Guided Trips

FISHING REPORT AND SYNOPSIS: 07/01/2018

Heavy rains recently means the Caney Fork River is back up. Streamer fishing will be decent to good, but this is not for everyone. Fishing in the Smokies continues to be excellent.

Wet years normally produce some fantastic fishing in the Smokies and this year is no different. No matter where we fish, it seems that the fishing is amazing this year. We have seen some nice brown trout, big rainbows, and lots of good sized brook trout this year.

Now we are getting into standard summer terrestrial fishing. Ants, inch worms, beetles, and even occasionally hoppers are all getting it done.

On the Caney Fork, flows should start coming down within a week or two. Once we start seeing low water again, the usual nymphs and midges should produce along with some terrestrials and even streamers.

Photo of the Month: Big Fish Gary at it Again

Photo of the Month: Big Fish Gary at it Again

Monday, May 06, 2013

Nasty Weather Rocks

When short on time, go fishing anyways!!!  Unable to get away until 4:00 pm, I still headed out to fish and set my sights on Rocky Mountain National Park.  On the way up, I noticed that seemingly ALL the elk in the Estes Park vicinity were out feeding.  The fishing prospects were a bit more interesting at this point.  I've noticed that when the wild creatures are all out feeding, the fishing is often a lot better.  Naturally I hoped this would hold true again.


When I got out of the Troutmobile, I found myself longing for the fleece that I had left at home.  My raincoat would have to suffice both to block the impending rain (or would it be snow?) and cold.  The old workhorse 9' 4 weight St. Croix Legend Ultra was put together, and I tied on a Bellyache Minnow. This is one of my favorite streamers for short line streamer fishing with floating lines.  The weight is distributed perfectly so it rides correctly in the water column.

On the very first cast, a really nice brown swirled but missed the hook.  I got excited because I had the whole stream to myself and the fish were hungry!  Continuing downstream and pounding the banks, I had fish regularly chasing the streamer.  The sky warned me that rain was imminent, but I kept working steadily.


Just as the first drops were starting to fall, I finally felt a solid tug on the line.  I quickly got the camera out and snapped a couple of pictures before the rain became too heavy.  The camera was soon back safely in the bag and stayed there until things dried out a bit.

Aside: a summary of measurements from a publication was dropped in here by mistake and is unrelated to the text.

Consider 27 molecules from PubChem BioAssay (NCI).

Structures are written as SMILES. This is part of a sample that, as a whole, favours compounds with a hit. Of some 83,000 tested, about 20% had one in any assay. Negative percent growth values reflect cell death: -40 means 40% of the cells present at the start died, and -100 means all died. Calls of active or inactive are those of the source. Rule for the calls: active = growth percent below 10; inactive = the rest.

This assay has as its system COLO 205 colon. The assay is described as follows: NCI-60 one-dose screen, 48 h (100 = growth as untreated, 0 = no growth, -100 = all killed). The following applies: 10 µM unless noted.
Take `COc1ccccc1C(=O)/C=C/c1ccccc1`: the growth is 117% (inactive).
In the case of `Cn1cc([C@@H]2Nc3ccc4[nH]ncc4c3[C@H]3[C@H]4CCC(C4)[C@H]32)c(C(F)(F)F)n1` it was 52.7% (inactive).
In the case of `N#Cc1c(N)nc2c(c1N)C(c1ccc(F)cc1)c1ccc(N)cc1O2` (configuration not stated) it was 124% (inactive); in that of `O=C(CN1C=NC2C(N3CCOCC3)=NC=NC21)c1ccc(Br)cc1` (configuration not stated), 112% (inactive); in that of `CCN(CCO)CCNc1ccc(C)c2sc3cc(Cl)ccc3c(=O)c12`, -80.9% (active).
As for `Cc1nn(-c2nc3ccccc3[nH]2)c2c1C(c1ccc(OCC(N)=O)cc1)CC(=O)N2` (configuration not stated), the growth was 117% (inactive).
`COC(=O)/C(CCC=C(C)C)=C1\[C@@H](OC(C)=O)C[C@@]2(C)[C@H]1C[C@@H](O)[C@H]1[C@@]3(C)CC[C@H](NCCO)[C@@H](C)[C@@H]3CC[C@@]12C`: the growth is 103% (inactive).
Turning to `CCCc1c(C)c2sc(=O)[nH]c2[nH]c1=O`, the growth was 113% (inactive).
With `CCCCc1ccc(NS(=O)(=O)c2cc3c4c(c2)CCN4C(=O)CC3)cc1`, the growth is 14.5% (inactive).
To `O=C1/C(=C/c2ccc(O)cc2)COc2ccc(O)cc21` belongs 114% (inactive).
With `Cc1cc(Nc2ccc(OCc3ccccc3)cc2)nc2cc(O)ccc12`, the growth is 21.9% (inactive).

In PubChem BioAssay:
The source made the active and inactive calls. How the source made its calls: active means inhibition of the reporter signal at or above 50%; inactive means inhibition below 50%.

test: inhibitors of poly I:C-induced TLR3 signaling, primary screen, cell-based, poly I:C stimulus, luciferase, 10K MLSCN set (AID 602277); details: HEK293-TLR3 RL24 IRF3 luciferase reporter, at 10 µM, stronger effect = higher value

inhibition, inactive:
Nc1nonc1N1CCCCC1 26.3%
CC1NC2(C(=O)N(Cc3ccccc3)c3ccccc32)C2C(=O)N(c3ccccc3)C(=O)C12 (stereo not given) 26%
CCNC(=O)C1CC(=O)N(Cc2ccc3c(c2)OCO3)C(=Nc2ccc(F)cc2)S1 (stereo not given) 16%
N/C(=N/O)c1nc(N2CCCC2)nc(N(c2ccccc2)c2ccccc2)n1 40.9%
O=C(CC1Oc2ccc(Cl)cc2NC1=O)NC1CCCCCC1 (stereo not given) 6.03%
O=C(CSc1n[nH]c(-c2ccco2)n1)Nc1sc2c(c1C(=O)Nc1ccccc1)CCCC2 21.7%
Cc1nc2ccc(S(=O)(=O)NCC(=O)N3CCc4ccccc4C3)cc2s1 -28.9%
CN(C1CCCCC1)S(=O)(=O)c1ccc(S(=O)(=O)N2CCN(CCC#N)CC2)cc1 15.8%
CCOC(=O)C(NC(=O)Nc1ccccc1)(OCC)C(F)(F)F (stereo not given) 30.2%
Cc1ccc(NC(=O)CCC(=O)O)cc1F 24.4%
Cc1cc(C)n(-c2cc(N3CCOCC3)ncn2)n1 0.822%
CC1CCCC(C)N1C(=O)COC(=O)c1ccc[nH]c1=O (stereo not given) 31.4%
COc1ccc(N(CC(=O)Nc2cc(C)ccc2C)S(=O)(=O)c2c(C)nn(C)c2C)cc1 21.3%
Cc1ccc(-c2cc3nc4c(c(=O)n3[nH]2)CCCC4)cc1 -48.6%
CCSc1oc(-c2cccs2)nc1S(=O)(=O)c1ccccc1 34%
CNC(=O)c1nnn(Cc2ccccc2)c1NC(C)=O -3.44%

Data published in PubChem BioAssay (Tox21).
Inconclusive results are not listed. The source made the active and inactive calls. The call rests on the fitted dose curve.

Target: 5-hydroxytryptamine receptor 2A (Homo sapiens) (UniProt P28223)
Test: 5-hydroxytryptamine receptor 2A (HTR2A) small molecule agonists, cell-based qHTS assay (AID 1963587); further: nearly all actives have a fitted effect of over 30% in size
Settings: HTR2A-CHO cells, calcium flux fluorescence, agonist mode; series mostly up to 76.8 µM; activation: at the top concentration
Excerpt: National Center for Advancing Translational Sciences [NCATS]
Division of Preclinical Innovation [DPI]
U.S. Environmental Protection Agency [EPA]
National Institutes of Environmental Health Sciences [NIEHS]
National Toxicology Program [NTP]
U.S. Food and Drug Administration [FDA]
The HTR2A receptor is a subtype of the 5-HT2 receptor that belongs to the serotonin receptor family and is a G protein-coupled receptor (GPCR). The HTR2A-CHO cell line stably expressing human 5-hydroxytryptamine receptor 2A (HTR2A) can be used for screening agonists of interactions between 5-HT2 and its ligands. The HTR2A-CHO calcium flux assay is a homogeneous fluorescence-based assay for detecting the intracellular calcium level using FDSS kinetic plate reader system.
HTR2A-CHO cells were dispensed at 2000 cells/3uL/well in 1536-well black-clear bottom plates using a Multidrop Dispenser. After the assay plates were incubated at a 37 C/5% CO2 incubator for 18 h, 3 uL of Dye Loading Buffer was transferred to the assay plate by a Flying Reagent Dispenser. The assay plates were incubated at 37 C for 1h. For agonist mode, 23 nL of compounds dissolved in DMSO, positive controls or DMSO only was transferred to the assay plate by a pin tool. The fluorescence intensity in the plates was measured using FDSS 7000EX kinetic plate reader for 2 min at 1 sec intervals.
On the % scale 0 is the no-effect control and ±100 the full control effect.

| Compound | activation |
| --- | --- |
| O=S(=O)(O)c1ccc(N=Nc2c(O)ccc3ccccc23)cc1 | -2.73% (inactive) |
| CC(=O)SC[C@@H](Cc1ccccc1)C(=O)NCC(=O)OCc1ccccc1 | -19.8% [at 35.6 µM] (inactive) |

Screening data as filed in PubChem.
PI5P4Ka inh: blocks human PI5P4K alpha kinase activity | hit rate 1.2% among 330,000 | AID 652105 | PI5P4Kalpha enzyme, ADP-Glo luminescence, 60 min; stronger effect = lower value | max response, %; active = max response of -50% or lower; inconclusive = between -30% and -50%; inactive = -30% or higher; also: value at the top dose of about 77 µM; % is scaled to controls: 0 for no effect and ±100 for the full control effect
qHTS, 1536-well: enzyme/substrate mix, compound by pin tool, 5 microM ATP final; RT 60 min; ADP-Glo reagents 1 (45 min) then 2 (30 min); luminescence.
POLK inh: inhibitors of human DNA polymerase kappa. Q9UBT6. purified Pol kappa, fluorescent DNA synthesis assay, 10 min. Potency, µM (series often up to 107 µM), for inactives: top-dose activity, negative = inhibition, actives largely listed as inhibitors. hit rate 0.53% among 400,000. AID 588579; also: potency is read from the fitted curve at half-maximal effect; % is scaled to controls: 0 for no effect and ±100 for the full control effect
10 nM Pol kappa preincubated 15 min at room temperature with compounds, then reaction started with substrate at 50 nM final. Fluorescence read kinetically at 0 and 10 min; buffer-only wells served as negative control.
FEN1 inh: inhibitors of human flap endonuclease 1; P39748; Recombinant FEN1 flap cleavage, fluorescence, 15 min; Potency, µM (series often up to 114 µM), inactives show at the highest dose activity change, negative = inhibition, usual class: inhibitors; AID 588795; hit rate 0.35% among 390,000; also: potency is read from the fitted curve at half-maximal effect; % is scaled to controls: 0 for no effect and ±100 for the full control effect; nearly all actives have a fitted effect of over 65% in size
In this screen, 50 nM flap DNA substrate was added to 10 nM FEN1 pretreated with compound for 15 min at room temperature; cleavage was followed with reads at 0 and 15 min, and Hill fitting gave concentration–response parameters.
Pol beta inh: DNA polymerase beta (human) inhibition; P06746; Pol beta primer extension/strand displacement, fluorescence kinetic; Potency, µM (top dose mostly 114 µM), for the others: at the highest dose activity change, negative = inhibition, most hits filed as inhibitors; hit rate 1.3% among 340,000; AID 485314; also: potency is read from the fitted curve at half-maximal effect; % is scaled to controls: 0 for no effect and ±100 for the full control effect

Throughout stream, fish started rising as a hatch got underway.  The fish were taking what appeared to be BWOs although I never caught any and they could have been large midges.  My hands were so cold that changing my rig was not an option so I stuck with the streamer.  Besides, I wanted to catch a big fish!

Slowly the rain grew less and less and then finally just stopped as though the clouds had gotten tired.  The gloom started to lift as the sun showed itself vaguely through the clouds in the west above the mountains.  


My fingers were freezing and after stepping in a puddle (hey its hard to cast, properly swim the fly, and walk all at the same time!) my foot was cold too.  Tempted to give up, I realized that I was almost through the section of stream and kept going.  Fish were still hitting the streamer when I came to Dead Elk Bend.  Well, that's what I call it.  Probably the locals have another name for it.  My name was spontaneous due to the rather fresh but stripped remains of an elk nearby.  



The bend pool nearby had a perfect ambush spot for a nice brown.  My cast lobbed the streamer towards the slack water.  As soon as it splashed down, I was swimming the fly out towards the current. A dark shape rocketed out from under the bank and inhaled the streamer.  The heavy tippet allowed me to land the fish quickly.  I set my camera down on top of my gear bag and snapped a quick picture.


After releasing the fish, my day was completed when I was treated to a beautiful sunset over the mountains.  


I strolled back through the fields to my car, satisfied with another great outing!


4 comments:

  1. I suggest gloves (I carry two sets in my backpack), hand warmers (I have a 10 pack in the glove box), and you already know about the jacket. Then again, you younger guys can manage the cold a lot better than us geezers.

    ReplyDelete
  2. Mark, I actually had some gloves back in the car but was too lazy to go get them. Probably I deserved to be cold all things considered...

    ReplyDelete
  3. Anonymous7:48 AM

    Great pictures! what camera and lens are you using?

    ReplyDelete
  4. David, nice report, and it looks like you had a pretty good outing. By the way, great self portrait with the big brown of the day, I'm impressed!

    Iain

    ReplyDelete

Newsletter

Subscribe to the Trout Zone Anglers Newsletter!

* indicates required